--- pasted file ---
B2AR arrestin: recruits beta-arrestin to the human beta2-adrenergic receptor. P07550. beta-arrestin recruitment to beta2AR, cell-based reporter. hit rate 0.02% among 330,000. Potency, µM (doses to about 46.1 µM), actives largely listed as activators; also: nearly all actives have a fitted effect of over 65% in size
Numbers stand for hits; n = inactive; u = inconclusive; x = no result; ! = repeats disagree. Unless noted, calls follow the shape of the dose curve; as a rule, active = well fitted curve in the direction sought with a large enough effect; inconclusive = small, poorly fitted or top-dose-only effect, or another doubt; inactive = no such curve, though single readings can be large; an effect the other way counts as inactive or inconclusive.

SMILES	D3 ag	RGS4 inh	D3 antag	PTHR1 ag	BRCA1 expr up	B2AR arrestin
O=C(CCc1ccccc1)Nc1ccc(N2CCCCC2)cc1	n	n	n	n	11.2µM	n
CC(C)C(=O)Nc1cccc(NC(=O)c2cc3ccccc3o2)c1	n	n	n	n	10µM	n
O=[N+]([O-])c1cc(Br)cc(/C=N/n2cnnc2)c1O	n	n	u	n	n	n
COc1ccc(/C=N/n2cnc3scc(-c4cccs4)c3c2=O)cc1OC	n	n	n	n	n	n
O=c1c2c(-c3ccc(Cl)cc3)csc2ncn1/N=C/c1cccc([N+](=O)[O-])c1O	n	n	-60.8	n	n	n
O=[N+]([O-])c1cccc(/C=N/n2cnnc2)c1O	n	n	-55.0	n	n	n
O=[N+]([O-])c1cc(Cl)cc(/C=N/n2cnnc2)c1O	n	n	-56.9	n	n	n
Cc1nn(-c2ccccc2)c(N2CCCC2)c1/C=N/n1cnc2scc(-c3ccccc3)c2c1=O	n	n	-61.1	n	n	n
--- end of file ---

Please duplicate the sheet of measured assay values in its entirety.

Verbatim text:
B2AR arrestin: recruits beta-arrestin to the human beta2-adrenergic receptor. P07550. beta-arrestin recruitment to beta2AR, cell-based reporter. hit rate 0.02% among 330,000. Potency, µM (doses to about 46.1 µM), actives largely listed as activators; also: nearly all actives have a fitted effect of over 65% in size
Numbers stand for hits; n = inactive; u = inconclusive; x = no result; ! = repeats disagree. Unless noted, calls follow the shape of the dose curve; as a rule, active = well fitted curve in the direction sought with a large enough effect; inconclusive = small, poorly fitted or top-dose-only effect, or another doubt; inactive = no such curve, though single readings can be large; an effect the other way counts as inactive or inconclusive.

SMILES	D3 ag	RGS4 inh	D3 antag	PTHR1 ag	BRCA1 expr up	B2AR arrestin
O=C(CCc1ccccc1)Nc1ccc(N2CCCCC2)cc1	n	n	n	n	11.2µM	n
CC(C)C(=O)Nc1cccc(NC(=O)c2cc3ccccc3o2)c1	n	n	n	n	10µM	n
O=[N+]([O-])c1cc(Br)cc(/C=N/n2cnnc2)c1O	n	n	u	n	n	n
COc1ccc(/C=N/n2cnc3scc(-c4cccs4)c3c2=O)cc1OC	n	n	n	n	n	n
O=c1c2c(-c3ccc(Cl)cc3)csc2ncn1/N=C/c1cccc([N+](=O)[O-])c1O	n	n	-60.8	n	n	n
O=[N+]([O-])c1cccc(/C=N/n2cnnc2)c1O	n	n	-55.0	n	n	n
O=[N+]([O-])c1cc(Cl)cc(/C=N/n2cnnc2)c1O	n	n	-56.9	n	n	n
Cc1nn(-c2ccccc2)c(N2CCCC2)c1/C=N/n1cnc2scc(-c3ccccc3)c2c1=O	n	n	-61.1	n	n	n